By: Tita C. Valderama (www.manilatimes.net)
WHILE ordinary students are striving to get a college degree, some public figures have managed to devalue education because of their influence.
Take the case of world boxing champion Manny Pacquiao who became a senator because of his popularity in the sport, not of his knowledge about making laws. He was a high school dropout, but was awarded a diploma by the Department of Education (DepEd) after passing an equivalency exam in February 2007.
Last September, Pacquiao enrolled at the University of Makati (UMak) and graduated after less than three months on December 11 with a bachelor’s degree in political science, major in local government administration.
He got his college diploma through a program called Expanded Tertiary Education Equivalency and Accreditation Program (Eteeap) that allows qualified Filipinos to complete a collegiate-level education via an informal education system.
UMak, formerly Makati Polytechnic Community College founded in 1972, is controlled by the family of former vice president Jejomar Binay. Its current president is Mar-len Abigail Binay-Campos, the mayor of Makati.
With Pacquiao earning his diplomas in high school and college without attending classes and burning the midnight oil to pass exams and finish academic projects simply because he is a champion boxer does not at all provide motivation and inspiration to students to take their studies seriously.
Worse is the case of Sen. Maria Imelda Josefa “Imee” Marcos and her brother, former senator Ferdinand “Bongbong” Marcos Jr., who were found to have lied about their academic credentials. She claimed to have finished a law degree from the University of the Philippines (UP), “graduated with honors” from Princeton University in the United States, and obtained an MA in Management and Business Administration from the Asian Institute of Management, which were all disputed by the three educational institutions.
Bongbong Marcos Jr. said he obtained a “diploma in political science” from Oxford University, but it turned out that he only got a certificate course and did not graduate with a diploma.
Pacquiao and the Marcos siblings are popular political leaders who should be showing good examples to our youth, but they don’t. They make a mockery of the education system to pursue selfish objectives.
If it’s any consolation, none of them is a member of the Senate committee on higher education, but Imee is in the basic education, arts and culture panel. She’s probably into the arts and culture part.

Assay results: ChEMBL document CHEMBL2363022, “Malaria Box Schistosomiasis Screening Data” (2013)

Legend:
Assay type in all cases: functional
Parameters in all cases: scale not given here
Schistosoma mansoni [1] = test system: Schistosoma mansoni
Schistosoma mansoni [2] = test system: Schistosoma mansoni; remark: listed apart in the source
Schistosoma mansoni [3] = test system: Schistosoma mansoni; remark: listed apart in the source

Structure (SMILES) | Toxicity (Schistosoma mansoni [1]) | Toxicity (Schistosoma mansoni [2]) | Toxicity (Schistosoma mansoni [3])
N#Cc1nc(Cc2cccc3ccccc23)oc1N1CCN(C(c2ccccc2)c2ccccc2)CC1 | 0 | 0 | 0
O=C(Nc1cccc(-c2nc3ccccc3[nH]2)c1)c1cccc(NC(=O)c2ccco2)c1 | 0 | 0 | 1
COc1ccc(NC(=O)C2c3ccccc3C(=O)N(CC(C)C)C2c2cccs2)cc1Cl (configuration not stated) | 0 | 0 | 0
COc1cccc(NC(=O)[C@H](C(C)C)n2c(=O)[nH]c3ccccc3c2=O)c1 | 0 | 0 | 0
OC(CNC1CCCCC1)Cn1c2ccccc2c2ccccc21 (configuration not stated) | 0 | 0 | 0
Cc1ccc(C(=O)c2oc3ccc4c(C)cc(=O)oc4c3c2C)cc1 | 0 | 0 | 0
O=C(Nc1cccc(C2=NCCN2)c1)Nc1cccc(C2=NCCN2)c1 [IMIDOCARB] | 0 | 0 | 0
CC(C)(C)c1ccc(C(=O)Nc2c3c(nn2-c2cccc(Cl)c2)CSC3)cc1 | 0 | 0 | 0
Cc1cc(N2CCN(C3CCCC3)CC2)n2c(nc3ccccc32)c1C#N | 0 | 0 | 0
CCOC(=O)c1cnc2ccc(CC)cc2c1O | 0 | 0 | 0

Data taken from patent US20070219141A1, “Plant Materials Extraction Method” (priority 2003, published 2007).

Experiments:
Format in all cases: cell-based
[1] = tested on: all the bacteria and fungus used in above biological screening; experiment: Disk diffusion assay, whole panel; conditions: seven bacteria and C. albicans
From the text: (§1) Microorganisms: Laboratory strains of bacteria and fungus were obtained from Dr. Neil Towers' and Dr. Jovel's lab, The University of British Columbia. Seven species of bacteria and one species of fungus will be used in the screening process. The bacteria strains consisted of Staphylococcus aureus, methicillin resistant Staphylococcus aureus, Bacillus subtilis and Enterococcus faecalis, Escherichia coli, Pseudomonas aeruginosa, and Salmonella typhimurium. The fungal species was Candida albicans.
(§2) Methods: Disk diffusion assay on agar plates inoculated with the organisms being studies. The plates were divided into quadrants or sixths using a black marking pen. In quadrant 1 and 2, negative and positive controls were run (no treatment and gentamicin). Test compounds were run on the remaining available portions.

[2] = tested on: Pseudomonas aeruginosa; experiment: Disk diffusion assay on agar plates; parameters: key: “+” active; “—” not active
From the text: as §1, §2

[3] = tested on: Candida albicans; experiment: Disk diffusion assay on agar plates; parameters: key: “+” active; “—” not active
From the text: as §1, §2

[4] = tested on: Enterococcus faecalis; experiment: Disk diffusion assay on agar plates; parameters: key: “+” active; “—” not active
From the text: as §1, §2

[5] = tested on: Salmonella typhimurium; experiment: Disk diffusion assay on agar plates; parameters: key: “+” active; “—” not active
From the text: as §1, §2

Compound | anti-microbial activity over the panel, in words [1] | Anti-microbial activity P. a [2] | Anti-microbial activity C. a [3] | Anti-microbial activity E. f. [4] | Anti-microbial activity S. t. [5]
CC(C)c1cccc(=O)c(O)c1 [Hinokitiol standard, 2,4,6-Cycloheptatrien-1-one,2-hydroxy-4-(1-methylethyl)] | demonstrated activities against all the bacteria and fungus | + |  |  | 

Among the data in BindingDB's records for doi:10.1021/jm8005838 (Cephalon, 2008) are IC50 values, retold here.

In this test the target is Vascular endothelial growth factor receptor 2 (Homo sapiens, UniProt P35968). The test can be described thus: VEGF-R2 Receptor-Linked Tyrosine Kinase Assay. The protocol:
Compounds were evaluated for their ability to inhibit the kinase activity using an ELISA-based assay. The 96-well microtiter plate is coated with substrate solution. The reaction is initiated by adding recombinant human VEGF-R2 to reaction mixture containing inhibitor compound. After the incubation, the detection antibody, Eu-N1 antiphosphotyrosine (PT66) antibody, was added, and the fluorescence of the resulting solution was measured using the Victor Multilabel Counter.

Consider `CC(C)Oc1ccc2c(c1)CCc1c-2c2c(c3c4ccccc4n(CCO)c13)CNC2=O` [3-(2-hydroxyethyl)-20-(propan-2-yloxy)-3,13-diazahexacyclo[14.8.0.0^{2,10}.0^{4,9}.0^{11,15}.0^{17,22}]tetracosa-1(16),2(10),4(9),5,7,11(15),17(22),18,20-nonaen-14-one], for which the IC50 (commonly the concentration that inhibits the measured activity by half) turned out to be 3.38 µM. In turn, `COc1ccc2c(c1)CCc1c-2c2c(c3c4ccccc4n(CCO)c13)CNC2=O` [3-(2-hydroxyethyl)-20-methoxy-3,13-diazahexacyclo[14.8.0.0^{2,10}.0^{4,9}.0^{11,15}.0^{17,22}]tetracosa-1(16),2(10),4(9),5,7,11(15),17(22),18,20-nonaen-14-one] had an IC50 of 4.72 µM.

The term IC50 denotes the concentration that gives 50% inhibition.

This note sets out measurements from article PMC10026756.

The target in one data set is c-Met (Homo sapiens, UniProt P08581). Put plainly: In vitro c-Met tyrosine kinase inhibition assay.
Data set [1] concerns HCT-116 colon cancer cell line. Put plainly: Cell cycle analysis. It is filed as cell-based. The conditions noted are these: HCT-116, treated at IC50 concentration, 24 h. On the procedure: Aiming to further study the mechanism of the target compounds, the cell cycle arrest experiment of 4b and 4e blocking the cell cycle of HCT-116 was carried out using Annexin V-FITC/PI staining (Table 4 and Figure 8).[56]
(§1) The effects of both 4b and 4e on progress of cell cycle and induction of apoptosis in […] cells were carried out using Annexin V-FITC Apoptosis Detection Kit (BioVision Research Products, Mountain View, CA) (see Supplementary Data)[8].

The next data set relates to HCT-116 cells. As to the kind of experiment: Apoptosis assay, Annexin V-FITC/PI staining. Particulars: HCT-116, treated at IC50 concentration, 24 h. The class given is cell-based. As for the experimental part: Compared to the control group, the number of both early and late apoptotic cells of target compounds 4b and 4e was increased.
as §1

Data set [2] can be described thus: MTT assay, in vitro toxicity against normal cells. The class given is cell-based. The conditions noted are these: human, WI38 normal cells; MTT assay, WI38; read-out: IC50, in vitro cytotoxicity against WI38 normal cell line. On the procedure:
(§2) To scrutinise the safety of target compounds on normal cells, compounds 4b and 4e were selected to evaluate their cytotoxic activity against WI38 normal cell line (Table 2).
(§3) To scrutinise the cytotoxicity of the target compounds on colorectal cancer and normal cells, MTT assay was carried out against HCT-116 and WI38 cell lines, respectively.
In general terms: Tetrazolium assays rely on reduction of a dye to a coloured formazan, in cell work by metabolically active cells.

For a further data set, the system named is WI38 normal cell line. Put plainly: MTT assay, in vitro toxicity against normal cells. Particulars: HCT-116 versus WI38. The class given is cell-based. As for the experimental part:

We can’t expect political leaders like them to make sure that Filipino children get the best education they deserve without having to spend for outrageous tuition and other fees charged by private educational institutions.
In the case of the Polytechnic University of the Philippines (PUP), for example, would Pacquiao and Marcos have the moral ascendancy to protect its 70,000 students from allegations that the school’s outgoing president presented fabricated credentials like transcript of records to get the position and purportedly used his influence to keep it for eight years?
Now that PUP president Emanuel de Guzman is about to step down, a group of PUP faculty and workers have written an open letter to President Rodrigo Duterte, asking him to intervene in the alleged manipulation of the search for the next president of the country’s largest university in terms of student population.
PUP would have been the third educational institution in the country to have the status by law as a national university, after the University of the Philippines and the Mindanao State University, but Duterte vetoed last September the consolidated Senate Bill 2124 and House Bill 9023 that was supposed to grant it.
Critics said the veto turned out to be a wise move because it was principally meant to allow de Guzman to extend his term and hold the distinction as the first president of the Philippine National University.
“Despite the miserable level 2 ranking among the SUCs, the incumbent president of PUP, Mr. Emanuel C. de Guzman managed to convince some influential political leaders of both houses of Congress to pass the bill. President de Guzman deceived the congressional leadership by not revealing the ranking of PUP among the SUCs (state universities and colleges) as a major factor in granting the national university status,” they said in their open letter to Duterte.
According to them, the bill was not even discussed in the academic community before it was sent to Congress for deliberation for fear of opposition from the academic sector.
If we have leaders like them, what kind of values do we impart in educating young people? It is not enough that the education sector gets the highest allocation in the national government budget program.
Our political leaders ought to make sure that those who lead the sector have unquestionable credentials and the commitment to ensure quality education for students.
People who bastardize the education system and policies don’t deserve to be called educators.